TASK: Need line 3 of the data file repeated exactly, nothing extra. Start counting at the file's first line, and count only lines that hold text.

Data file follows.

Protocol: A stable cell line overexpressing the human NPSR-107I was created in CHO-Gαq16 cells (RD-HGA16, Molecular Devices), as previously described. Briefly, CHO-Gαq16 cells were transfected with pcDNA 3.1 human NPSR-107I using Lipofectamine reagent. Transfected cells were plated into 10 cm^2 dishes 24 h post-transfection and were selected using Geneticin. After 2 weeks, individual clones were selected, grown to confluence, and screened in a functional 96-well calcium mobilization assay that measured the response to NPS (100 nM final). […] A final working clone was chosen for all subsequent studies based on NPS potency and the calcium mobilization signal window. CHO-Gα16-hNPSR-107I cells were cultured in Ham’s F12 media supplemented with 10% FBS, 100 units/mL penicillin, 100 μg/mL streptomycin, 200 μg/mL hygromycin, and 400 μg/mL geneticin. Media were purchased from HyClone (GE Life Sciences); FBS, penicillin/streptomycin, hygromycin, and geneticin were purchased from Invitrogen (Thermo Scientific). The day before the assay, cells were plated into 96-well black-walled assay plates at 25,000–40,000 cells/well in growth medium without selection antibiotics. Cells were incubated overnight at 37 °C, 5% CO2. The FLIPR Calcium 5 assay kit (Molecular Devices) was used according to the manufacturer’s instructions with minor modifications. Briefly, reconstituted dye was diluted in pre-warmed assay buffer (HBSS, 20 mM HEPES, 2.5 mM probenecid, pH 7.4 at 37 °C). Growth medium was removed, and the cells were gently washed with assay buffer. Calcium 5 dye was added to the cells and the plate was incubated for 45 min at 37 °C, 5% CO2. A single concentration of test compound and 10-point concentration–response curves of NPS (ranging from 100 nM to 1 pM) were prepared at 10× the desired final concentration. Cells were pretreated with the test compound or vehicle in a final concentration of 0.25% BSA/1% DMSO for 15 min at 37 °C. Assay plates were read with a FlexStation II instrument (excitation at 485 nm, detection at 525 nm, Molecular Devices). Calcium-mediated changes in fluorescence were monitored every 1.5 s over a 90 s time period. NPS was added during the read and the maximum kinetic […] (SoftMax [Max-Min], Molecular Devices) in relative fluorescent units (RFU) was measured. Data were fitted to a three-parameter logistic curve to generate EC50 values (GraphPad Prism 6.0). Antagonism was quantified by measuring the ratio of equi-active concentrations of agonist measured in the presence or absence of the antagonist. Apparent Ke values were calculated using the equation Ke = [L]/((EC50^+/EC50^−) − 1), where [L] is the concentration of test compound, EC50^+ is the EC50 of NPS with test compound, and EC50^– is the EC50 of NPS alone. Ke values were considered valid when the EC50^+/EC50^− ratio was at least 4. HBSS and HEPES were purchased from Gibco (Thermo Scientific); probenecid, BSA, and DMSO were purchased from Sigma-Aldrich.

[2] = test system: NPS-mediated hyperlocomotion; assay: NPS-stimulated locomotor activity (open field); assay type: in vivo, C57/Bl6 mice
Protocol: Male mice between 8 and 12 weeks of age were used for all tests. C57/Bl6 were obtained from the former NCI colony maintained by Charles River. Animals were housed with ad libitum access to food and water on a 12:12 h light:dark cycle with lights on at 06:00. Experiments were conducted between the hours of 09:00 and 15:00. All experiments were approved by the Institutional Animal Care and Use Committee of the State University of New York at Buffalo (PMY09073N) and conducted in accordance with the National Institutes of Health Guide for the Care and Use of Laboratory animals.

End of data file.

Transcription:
Protocol: Male mice between 8 and 12 weeks of age were used for all tests. C57/Bl6 were obtained from the former NCI colony maintained by Charles River. Animals were housed with ad libitum access to food and water on a 12:12 h light:dark cycle with lights on at 06:00. Experiments were conducted between the hours of 09:00 and 15:00. All experiments were approved by the Institutional Animal Care and Use Committee of the State University of New York at Buffalo (PMY09073N) and conducted in accordance with the National Institutes of Health Guide for the Care and Use of Laboratory animals.